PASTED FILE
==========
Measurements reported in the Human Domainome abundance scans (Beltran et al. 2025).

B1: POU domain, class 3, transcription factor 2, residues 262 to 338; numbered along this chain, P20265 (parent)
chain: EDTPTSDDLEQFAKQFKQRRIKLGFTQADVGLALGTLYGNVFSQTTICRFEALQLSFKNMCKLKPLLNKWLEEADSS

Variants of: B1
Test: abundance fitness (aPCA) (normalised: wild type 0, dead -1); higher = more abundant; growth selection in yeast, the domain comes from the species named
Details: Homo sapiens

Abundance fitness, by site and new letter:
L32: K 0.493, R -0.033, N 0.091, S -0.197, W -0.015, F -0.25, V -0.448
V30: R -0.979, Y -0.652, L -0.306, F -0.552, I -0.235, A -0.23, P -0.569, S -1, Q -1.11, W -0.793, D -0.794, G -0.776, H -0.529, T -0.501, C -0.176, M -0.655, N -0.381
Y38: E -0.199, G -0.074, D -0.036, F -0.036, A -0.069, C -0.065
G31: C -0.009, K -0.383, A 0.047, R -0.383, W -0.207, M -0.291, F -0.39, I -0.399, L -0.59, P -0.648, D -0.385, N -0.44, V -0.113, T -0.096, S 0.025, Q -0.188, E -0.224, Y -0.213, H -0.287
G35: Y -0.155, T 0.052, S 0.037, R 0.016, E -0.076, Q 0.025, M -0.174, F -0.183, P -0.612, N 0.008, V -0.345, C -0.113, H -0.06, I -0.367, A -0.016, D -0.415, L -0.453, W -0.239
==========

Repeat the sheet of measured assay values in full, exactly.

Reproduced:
Measurements reported in the Human Domainome abundance scans (Beltran et al. 2025).

B1: POU domain, class 3, transcription factor 2, residues 262 to 338; numbered along this chain, P20265 (parent)
chain: EDTPTSDDLEQFAKQFKQRRIKLGFTQADVGLALGTLYGNVFSQTTICRFEALQLSFKNMCKLKPLLNKWLEEADSS

Variants of: B1
Test: abundance fitness (aPCA) (normalised: wild type 0, dead -1); higher = more abundant; growth selection in yeast, the domain comes from the species named
Details: Homo sapiens

Abundance fitness, by site and new letter:
L32: K 0.493, R -0.033, N 0.091, S -0.197, W -0.015, F -0.25, V -0.448
V30: R -0.979, Y -0.652, L -0.306, F -0.552, I -0.235, A -0.23, P -0.569, S -1, Q -1.11, W -0.793, D -0.794, G -0.776, H -0.529, T -0.501, C -0.176, M -0.655, N -0.381
Y38: E -0.199, G -0.074, D -0.036, F -0.036, A -0.069, C -0.065
G31: C -0.009, K -0.383, A 0.047, R -0.383, W -0.207, M -0.291, F -0.39, I -0.399, L -0.59, P -0.648, D -0.385, N -0.44, V -0.113, T -0.096, S 0.025, Q -0.188, E -0.224, Y -0.213, H -0.287
G35: Y -0.155, T 0.052, S 0.037, R 0.016, E -0.076, Q 0.025, M -0.174, F -0.183, P -0.612, N 0.008, V -0.345, C -0.113, H -0.06, I -0.367, A -0.016, D -0.415, L -0.453, W -0.239